Some Republican women say the reason for the shortage of female House committee chiefs is simple: Not enough want the jobs.
Not a single woman competed for a committee leadership chair this past year, said Jenkins, the No. 2 woman in the party leadership.
“It’s kind of hard to win a race for a gavel if you don’t run,” she said.
Democrats have elevated more women because there are more of them in the party caucus and they’ve been there longer, Foxx said.
Seniority, a major factor in determining committee chairmanships, is an obstacle in both parties.
“It’s not that there is overt discrimination or attempts to keep them from achieving leadership status, but there are a lot of men in line ahead of them,” said Jennifer Lawless, a government professor at American University in Washington.
Just two House Republican women – Ileana Ros-Lehtinen of Florida and Kay Granger of Texas – were elected before 2000. Granger, who took office in 1997, leads an Appropriations subcommittee; the panel itself is run by Hal Rogers of Kentucky, one of the chamber’s most senior members.
Ros-Lehtinen, who has been in Congress since 1989, ran the House Foreign Affairs committee from 2011 to 2013.
In contrast, 20 female Democrats in the House were elected prior to 2000. Yet seniority is an issue for the minority party, too.
Rep. Anna Eshoo of California, elected in 1992, lost a bid this session to be the leading Democrat on the Energy and Commerce Committee. Frank Pallone, of New Jersey, who defeated her, has four more years of experience.
Eshoo was backed by Nancy Pelosi, the chamber’s top Democrat. Pelosi became the first woman House speaker in 2007, which gives the party something to boast about, said American University’s Lawless. She held the job until 2011, when Democrats lost the majority.
“They have had women in the highest echelons of the party,” Lawless said. “Having achieved those milestones does give them some degree of credibility.”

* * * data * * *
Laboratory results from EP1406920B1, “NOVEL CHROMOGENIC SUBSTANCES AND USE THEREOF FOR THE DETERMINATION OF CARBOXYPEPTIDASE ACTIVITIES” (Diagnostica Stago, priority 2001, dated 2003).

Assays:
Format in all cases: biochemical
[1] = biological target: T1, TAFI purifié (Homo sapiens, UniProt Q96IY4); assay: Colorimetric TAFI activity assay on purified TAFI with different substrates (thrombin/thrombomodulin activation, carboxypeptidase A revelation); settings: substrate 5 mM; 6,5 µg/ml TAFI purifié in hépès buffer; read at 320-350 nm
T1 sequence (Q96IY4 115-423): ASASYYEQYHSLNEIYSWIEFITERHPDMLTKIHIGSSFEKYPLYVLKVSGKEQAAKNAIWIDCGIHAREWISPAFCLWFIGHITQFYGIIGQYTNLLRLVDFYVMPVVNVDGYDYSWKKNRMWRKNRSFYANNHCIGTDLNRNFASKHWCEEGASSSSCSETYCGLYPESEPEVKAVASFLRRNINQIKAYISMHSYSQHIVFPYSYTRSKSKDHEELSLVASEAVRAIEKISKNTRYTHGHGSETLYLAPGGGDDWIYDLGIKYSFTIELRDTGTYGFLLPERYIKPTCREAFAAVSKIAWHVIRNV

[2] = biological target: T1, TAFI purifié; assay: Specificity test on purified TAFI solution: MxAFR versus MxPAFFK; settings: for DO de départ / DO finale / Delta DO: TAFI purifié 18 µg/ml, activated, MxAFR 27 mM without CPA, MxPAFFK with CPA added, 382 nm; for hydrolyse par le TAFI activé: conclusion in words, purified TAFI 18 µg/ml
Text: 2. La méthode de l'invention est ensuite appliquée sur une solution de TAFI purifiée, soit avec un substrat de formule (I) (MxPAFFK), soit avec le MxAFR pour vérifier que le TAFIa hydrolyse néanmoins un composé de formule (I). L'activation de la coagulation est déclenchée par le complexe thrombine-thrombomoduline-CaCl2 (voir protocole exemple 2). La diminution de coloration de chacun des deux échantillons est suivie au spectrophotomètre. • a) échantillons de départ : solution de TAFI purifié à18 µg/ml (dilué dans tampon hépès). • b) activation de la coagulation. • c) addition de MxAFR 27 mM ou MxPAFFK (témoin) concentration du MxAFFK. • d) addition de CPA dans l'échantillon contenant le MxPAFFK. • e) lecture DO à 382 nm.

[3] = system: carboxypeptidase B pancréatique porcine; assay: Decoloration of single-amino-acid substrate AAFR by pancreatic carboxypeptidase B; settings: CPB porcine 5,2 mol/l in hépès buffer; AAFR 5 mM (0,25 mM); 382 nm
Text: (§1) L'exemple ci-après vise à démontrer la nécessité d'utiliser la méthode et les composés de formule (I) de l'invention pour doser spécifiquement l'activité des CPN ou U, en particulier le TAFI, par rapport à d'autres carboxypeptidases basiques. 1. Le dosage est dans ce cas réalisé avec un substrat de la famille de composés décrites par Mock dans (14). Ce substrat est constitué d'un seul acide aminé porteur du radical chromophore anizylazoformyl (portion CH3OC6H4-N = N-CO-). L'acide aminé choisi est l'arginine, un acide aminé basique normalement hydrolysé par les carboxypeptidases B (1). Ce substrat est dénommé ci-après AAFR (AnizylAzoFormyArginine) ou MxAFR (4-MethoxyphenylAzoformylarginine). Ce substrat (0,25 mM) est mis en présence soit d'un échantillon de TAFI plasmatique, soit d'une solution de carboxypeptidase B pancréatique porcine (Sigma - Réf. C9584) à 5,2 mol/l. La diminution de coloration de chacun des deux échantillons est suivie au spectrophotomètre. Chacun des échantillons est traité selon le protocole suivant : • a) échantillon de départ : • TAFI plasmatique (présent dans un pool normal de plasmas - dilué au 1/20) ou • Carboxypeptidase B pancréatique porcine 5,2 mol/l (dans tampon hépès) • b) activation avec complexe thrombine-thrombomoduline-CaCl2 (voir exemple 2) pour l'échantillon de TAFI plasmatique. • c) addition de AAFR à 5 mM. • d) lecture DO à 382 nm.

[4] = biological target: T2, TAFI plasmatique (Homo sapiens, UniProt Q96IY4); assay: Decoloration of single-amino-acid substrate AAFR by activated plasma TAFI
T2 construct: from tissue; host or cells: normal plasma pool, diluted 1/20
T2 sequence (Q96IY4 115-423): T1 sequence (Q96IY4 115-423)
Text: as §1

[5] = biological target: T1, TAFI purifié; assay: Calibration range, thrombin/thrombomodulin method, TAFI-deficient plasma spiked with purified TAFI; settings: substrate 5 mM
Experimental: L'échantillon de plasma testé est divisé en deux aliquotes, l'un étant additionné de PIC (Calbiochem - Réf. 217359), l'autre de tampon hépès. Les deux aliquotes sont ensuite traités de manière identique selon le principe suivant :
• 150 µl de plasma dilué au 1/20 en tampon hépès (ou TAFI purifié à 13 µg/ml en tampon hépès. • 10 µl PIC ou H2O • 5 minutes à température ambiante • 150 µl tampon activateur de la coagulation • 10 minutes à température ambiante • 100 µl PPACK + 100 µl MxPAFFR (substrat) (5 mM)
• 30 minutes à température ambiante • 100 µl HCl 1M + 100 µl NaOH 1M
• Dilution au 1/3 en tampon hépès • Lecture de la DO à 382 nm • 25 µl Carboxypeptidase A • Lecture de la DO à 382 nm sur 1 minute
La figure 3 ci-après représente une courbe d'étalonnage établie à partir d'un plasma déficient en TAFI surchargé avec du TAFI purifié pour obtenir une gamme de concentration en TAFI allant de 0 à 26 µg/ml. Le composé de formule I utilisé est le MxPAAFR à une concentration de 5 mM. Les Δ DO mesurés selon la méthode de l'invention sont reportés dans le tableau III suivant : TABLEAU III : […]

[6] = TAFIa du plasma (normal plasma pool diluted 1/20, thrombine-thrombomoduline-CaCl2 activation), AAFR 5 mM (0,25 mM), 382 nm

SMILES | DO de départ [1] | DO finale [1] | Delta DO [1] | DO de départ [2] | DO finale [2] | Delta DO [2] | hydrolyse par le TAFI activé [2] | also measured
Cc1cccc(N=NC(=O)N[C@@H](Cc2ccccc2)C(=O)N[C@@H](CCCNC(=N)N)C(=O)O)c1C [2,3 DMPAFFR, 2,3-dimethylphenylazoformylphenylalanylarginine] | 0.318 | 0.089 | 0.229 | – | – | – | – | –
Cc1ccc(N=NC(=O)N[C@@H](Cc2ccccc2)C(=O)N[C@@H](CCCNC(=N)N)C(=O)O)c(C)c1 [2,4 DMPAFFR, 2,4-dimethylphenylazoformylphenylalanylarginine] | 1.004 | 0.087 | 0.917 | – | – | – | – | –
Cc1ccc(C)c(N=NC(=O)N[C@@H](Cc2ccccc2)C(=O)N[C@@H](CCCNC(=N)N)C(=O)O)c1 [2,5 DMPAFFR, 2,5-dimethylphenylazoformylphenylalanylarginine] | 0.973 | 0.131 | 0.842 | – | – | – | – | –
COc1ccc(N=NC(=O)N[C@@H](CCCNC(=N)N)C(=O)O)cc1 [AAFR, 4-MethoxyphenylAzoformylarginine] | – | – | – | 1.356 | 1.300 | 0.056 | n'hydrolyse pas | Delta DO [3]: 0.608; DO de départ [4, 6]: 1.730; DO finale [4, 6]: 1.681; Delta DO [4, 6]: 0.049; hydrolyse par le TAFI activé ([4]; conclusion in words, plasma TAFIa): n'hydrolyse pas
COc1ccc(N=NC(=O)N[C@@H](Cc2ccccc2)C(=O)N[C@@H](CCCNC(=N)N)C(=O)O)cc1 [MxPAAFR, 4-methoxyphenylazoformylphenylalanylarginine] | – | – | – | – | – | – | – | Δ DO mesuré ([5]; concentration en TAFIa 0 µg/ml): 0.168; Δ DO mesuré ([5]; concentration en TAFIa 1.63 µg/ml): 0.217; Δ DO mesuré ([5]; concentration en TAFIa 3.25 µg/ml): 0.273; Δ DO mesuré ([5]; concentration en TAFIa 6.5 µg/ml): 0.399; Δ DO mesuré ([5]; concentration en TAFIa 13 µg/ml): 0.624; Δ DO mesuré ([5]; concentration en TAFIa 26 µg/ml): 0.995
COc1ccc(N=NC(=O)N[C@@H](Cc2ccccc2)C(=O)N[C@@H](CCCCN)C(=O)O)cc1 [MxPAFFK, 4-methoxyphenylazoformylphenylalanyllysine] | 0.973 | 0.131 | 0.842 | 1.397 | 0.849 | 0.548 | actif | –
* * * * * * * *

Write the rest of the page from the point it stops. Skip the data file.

Even so, when it comes to female committee chiefs, Democrats aren’t that far ahead. When they controlled the House between 2009 and 2011, three women ran committees. That’s about 5.4 percent of the Democrats’ 56 female members at the time.
Women do better in the Senate. Democrats, who held the chamber’s majority from 2007 until ceding control to Republicans last week, had seven of 16 female senators from their party running committees.
Republicans have two of six women in the Senate with gavels this session: Senator Lisa Murkowski of Alaska, who heads the chamber’s Energy and Natural Resources panel, and Maine’s Susan Collins, who runs the Special Aging panel.
Still, if money equals power, few female senators will have seats on two of the most influential panels.
Just two of the 20 women senators – Democrats Debbie Stabenow of Michigan and Maria Cantwell of Washington – are on the 26-member Finance Committee, which is responsible for taxes, trade and health care. And two of the 22 members on the Banking Committee are women, both also Democrats: North Dakota’s Heidi Heitkamp and Massachusetts’s Elizabeth Warren.
Cynthia Terrell, a founder of FairVote, a group whose goals include electing more women to public office, said the U.S. is still a long way from having women constitute 50 percent of Congress.
At the current growth rate, she said, “We’re still about 300 years from parity.”
(With assistance from Richard Rubin, Roxana Tiron and Derek Wallbank in Washington.)